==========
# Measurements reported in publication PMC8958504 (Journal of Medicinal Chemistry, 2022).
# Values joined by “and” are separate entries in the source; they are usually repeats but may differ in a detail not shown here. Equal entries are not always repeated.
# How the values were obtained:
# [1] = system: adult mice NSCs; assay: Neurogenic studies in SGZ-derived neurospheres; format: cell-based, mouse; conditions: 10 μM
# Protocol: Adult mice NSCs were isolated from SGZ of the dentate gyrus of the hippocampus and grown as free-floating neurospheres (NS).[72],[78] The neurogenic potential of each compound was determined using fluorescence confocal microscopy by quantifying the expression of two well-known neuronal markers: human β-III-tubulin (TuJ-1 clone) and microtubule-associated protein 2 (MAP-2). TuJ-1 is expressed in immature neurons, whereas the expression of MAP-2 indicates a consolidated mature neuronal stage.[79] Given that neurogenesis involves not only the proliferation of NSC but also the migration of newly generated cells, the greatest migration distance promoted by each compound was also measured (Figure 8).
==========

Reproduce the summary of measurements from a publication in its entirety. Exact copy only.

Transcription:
# Measurements reported in publication PMC8958504 (Journal of Medicinal Chemistry, 2022).
# Values joined by “and” are separate entries in the source; they are usually repeats but may differ in a detail not shown here. Equal entries are not always repeated.
# How the values were obtained:
# [1] = system: adult mice NSCs; assay: Neurogenic studies in SGZ-derived neurospheres; format: cell-based, mouse; conditions: 10 μM
# Protocol: Adult mice NSCs were isolated from SGZ of the dentate gyrus of the hippocampus and grown as free-floating neurospheres (NS).[72],[78] The neurogenic potential of each compound was determined using fluorescence confocal microscopy by quantifying the expression of two well-known neuronal markers: human β-III-tubulin (TuJ-1 clone) and microtubule-associated protein 2 (MAP-2). TuJ-1 is expressed in immature neurons, whereas the expression of MAP-2 indicates a consolidated mature neuronal stage.[79] Given that neurogenesis involves not only the proliferation of NSC but also the migration of newly generated cells, the greatest migration distance promoted by each compound was also measured (Figure 8).